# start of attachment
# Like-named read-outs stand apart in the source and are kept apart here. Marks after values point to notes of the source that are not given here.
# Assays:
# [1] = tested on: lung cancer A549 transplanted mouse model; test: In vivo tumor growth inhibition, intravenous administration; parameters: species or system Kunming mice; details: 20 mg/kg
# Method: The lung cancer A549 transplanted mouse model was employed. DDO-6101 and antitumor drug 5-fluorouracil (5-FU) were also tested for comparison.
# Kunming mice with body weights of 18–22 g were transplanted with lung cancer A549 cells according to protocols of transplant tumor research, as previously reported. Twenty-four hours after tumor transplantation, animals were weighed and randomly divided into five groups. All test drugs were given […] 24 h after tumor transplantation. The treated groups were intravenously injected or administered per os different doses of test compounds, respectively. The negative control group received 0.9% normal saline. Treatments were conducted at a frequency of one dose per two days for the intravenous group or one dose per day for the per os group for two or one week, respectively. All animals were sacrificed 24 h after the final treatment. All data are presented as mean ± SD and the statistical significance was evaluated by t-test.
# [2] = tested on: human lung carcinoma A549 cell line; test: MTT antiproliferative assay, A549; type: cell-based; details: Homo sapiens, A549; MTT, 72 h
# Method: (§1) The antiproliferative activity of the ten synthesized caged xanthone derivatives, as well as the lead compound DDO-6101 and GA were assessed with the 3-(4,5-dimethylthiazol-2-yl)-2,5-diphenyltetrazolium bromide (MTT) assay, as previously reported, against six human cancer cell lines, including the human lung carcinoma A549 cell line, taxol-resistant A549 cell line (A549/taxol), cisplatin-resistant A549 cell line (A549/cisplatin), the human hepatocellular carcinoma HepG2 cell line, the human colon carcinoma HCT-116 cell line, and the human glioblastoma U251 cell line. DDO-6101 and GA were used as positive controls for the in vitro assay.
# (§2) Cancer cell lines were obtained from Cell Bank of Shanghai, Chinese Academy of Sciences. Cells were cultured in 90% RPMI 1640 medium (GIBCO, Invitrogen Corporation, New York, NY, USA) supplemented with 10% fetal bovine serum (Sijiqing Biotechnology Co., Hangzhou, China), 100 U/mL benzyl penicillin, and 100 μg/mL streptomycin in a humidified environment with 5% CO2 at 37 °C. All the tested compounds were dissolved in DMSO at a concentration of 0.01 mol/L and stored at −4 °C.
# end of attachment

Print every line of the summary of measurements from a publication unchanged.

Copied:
# Like-named read-outs stand apart in the source and are kept apart here. Marks after values point to notes of the source that are not given here.
# Assays:
# [1] = tested on: lung cancer A549 transplanted mouse model; test: In vivo tumor growth inhibition, intravenous administration; parameters: species or system Kunming mice; details: 20 mg/kg
# Method: The lung cancer A549 transplanted mouse model was employed. DDO-6101 and antitumor drug 5-fluorouracil (5-FU) were also tested for comparison.
# Kunming mice with body weights of 18–22 g were transplanted with lung cancer A549 cells according to protocols of transplant tumor research, as previously reported. Twenty-four hours after tumor transplantation, animals were weighed and randomly divided into five groups. All test drugs were given […] 24 h after tumor transplantation. The treated groups were intravenously injected or administered per os different doses of test compounds, respectively. The negative control group received 0.9% normal saline. Treatments were conducted at a frequency of one dose per two days for the intravenous group or one dose per day for the per os group for two or one week, respectively. All animals were sacrificed 24 h after the final treatment. All data are presented as mean ± SD and the statistical significance was evaluated by t-test.
# [2] = tested on: human lung carcinoma A549 cell line; test: MTT antiproliferative assay, A549; type: cell-based; details: Homo sapiens, A549; MTT, 72 h
# Method: (§1) The antiproliferative activity of the ten synthesized caged xanthone derivatives, as well as the lead compound DDO-6101 and GA were assessed with the 3-(4,5-dimethylthiazol-2-yl)-2,5-diphenyltetrazolium bromide (MTT) assay, as previously reported, against six human cancer cell lines, including the human lung carcinoma A549 cell line, taxol-resistant A549 cell line (A549/taxol), cisplatin-resistant A549 cell line (A549/cisplatin), the human hepatocellular carcinoma HepG2 cell line, the human colon carcinoma HCT-116 cell line, and the human glioblastoma U251 cell line. DDO-6101 and GA were used as positive controls for the in vitro assay.
# (§2) Cancer cell lines were obtained from Cell Bank of Shanghai, Chinese Academy of Sciences. Cells were cultured in 90% RPMI 1640 medium (GIBCO, Invitrogen Corporation, New York, NY, USA) supplemented with 10% fetal bovine serum (Sijiqing Biotechnology Co., Hangzhou, China), 100 U/mL benzyl penicillin, and 100 μg/mL streptomycin in a humidified environment with 5% CO2 at 37 °C. All the tested compounds were dissolved in DMSO at a concentration of 0.01 mol/L and stored at −4 °C.